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Is Chickpea Pasta Healthy? – Best Chickpea Pasta Brands, Recipe, Nutrition

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Is Chickpea Pasta Healthy? – Best Chickpea Pasta Brands, Recipe, Nutrition

While all pasta can be healthy, some noodles are more nutritious than others — and trendy chickpea pasta is legitimately an excellent choice. Popular brands like Banza and Barilla can vary ever so slightly in ingredients, taste, and nutrition, but on the whole these products are a smart and filling meal no matter which one you’re making.

Here’s all the info. you need to know before you pick up a box for dinner tonight:

Is chickpea pasta actually good for you?

Yes! Chickpeas themselves are plant-based powerhouses chock-full of both protein and fiber — up to 8 grams of each per ½ cup serving. Plus, they’re a sustainable food source along with other pulses like beans, peas, and lentil≠s.

Chickpea pasta also deserves all of the public recognition it can get. Compared to traditional wheat-based pasta, a traditional 2-ounce serving size has slightly less calories, double the fiber, and up to double the protein, depending on the brand. Also, many versions are naturally gluten-free.

It may have some cost-saving benefits, too, since you won’t need to buy an extra protein (like beef or chicken) to get dinner on the table. While traditional pasta also provides plant-based protein and fiber, chickpea pastas also have greater amounts of iron and potassium — two key minerals crucial for circulation.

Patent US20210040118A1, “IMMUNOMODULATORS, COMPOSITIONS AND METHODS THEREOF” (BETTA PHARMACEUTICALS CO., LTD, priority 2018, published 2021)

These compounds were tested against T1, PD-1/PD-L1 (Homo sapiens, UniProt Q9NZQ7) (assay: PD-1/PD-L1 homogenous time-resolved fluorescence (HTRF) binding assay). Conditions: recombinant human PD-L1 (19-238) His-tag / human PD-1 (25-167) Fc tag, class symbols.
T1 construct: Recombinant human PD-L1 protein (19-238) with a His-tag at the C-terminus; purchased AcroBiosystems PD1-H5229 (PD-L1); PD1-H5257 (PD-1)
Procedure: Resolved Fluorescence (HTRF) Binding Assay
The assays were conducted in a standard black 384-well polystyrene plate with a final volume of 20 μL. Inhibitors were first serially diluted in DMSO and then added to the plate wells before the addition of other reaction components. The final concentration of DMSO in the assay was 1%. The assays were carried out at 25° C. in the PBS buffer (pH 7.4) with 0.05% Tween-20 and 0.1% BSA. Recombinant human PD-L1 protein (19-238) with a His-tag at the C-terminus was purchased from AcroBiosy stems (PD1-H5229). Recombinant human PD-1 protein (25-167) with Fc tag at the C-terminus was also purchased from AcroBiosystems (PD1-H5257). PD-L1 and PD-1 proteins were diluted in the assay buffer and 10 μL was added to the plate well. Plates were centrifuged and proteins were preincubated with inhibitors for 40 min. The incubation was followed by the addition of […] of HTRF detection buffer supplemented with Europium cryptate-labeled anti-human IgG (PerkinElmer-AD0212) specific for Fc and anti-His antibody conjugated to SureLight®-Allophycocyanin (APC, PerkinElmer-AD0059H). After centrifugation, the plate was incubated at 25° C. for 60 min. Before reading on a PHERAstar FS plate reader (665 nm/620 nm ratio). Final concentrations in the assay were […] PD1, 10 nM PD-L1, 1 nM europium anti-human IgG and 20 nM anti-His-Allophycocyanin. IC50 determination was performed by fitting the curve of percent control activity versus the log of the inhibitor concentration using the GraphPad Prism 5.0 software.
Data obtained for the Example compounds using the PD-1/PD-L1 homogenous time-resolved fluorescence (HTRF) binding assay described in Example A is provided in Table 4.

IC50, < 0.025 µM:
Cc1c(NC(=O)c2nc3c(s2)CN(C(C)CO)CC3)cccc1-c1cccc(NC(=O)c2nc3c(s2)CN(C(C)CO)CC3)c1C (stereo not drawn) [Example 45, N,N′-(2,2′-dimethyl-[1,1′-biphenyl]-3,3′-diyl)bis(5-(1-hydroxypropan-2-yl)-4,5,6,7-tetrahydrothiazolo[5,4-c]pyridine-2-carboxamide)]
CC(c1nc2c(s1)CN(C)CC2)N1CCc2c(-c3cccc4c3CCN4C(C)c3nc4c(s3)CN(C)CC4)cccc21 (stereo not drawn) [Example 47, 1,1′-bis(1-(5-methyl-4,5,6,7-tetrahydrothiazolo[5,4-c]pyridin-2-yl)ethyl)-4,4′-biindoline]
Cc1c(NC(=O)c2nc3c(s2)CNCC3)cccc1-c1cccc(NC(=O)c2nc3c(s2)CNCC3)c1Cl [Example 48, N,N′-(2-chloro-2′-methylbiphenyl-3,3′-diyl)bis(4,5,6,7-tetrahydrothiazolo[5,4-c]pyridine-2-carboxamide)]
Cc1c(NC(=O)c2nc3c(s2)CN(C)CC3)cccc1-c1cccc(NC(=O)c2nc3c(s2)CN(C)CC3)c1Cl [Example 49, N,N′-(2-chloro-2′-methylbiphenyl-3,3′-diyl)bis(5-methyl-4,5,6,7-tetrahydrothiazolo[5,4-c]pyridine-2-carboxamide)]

Is chickpea pasta low carb?

A serving of chickpea pasta has between 30-35 grams total carbs, which is up to 40% less than traditional versions. One cup of cooked wheat-based pasta serving has about 35-45 grams of carbs. The difference depends on the type of pasta and the specific flour blend.

Chickpea Pasta Nutrition Facts

Serving Size: 2 ounces Barilla Chickpea Rotini

  • Calories: 190
  • Total Carbs: 34g
  • Total Fiber: 8g
  • Protein: 11g
  • Saturated Fat: 0.5g
  • Iron: 15% DV
  • Potassium: 15% DV

    Regular Pasta Nutrition Facts

    Serving Size: 2 ounces Barilla Regular Rotini

    • Calories: 200
    • Total Carbs: 42g
    • Total Fiber: 3g
    • Protein: 7g
    • Saturated Fat: 0g
    • Iron: 10% DV
    • Potassium: 2% DV

      Is chickpea pasta good for weight loss?

      Chickpea pasta is both tasty and filling, which makes it great for weight management and weight loss. With regular pasta, our tendency is to wolf it down since it’s not so filled with fiber or protein on its own, but chickpea pasta has more of both.

      I’d still urge you to go slow on the legume linguine, though. If you’re not used to the fiber-filled flour, the higher amounts can cause bloating and discomfort if there’s not enough water to help ’em along. You’ll want to drink a little extra H2O that day and during your chickpea-fueled meal just in case.

      Is chickpea pasta good for diabetics?

      Salad with fusilli, chickpeas, grass in a metal bowl

      KarpenkovDenisGetty Images